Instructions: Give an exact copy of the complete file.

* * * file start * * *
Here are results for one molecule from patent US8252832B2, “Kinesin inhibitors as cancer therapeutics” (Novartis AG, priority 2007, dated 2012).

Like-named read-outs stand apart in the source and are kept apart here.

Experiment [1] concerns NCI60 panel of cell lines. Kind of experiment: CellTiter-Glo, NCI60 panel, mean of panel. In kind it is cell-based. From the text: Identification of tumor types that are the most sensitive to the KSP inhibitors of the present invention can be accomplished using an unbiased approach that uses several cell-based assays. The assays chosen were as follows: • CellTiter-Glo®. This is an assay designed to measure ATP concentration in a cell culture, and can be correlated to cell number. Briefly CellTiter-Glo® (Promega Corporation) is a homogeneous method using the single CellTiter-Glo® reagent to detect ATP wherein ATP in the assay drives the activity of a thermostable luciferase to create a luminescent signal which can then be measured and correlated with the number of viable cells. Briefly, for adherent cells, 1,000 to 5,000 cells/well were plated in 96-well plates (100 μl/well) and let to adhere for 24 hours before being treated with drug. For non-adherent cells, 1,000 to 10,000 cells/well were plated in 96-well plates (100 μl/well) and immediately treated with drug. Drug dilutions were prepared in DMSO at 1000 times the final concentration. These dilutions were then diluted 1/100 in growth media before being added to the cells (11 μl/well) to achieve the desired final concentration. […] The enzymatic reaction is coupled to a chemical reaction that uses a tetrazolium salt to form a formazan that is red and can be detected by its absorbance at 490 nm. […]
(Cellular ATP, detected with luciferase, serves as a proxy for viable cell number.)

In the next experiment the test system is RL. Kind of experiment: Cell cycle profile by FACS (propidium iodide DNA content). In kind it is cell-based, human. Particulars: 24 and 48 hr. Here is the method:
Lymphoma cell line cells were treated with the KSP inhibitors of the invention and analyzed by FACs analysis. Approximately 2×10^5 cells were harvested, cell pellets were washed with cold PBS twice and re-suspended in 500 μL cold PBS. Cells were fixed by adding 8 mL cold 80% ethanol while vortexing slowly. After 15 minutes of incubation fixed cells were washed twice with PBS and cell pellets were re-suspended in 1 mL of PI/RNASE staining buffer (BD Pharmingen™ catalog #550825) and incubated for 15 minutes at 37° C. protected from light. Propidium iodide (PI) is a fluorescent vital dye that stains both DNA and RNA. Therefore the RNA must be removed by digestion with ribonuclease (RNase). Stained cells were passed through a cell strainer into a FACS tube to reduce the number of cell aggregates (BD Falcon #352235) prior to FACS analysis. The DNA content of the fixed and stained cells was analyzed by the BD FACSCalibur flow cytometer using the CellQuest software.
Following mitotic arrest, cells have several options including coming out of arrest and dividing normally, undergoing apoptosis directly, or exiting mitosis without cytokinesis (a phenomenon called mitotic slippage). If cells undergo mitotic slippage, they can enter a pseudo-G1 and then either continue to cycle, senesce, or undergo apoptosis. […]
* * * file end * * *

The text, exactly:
Here are results for one molecule from patent US8252832B2, “Kinesin inhibitors as cancer therapeutics” (Novartis AG, priority 2007, dated 2012).

Like-named read-outs stand apart in the source and are kept apart here.

Experiment [1] concerns NCI60 panel of cell lines. Kind of experiment: CellTiter-Glo, NCI60 panel, mean of panel. In kind it is cell-based. From the text: Identification of tumor types that are the most sensitive to the KSP inhibitors of the present invention can be accomplished using an unbiased approach that uses several cell-based assays. The assays chosen were as follows: • CellTiter-Glo®. This is an assay designed to measure ATP concentration in a cell culture, and can be correlated to cell number. Briefly CellTiter-Glo® (Promega Corporation) is a homogeneous method using the single CellTiter-Glo® reagent to detect ATP wherein ATP in the assay drives the activity of a thermostable luciferase to create a luminescent signal which can then be measured and correlated with the number of viable cells. Briefly, for adherent cells, 1,000 to 5,000 cells/well were plated in 96-well plates (100 μl/well) and let to adhere for 24 hours before being treated with drug. For non-adherent cells, 1,000 to 10,000 cells/well were plated in 96-well plates (100 μl/well) and immediately treated with drug. Drug dilutions were prepared in DMSO at 1000 times the final concentration. These dilutions were then diluted 1/100 in growth media before being added to the cells (11 μl/well) to achieve the desired final concentration. […] The enzymatic reaction is coupled to a chemical reaction that uses a tetrazolium salt to form a formazan that is red and can be detected by its absorbance at 490 nm. […]
(Cellular ATP, detected with luciferase, serves as a proxy for viable cell number.)

In the next experiment the test system is RL. Kind of experiment: Cell cycle profile by FACS (propidium iodide DNA content). In kind it is cell-based, human. Particulars: 24 and 48 hr. Here is the method:
Lymphoma cell line cells were treated with the KSP inhibitors of the invention and analyzed by FACs analysis. Approximately 2×10^5 cells were harvested, cell pellets were washed with cold PBS twice and re-suspended in 500 μL cold PBS. Cells were fixed by adding 8 mL cold 80% ethanol while vortexing slowly. After 15 minutes of incubation fixed cells were washed twice with PBS and cell pellets were re-suspended in 1 mL of PI/RNASE staining buffer (BD Pharmingen™ catalog #550825) and incubated for 15 minutes at 37° C. protected from light. Propidium iodide (PI) is a fluorescent vital dye that stains both DNA and RNA. Therefore the RNA must be removed by digestion with ribonuclease (RNase). Stained cells were passed through a cell strainer into a FACS tube to reduce the number of cell aggregates (BD Falcon #352235) prior to FACS analysis. The DNA content of the fixed and stained cells was analyzed by the BD FACSCalibur flow cytometer using the CellQuest software.
Following mitotic arrest, cells have several options including coming out of arrest and dividing normally, undergoing apoptosis directly, or exiting mitosis without cytokinesis (a phenomenon called mitotic slippage). If cells undergo mitotic slippage, they can enter a pseudo-G1 and then either continue to cycle, senesce, or undergo apoptosis. […]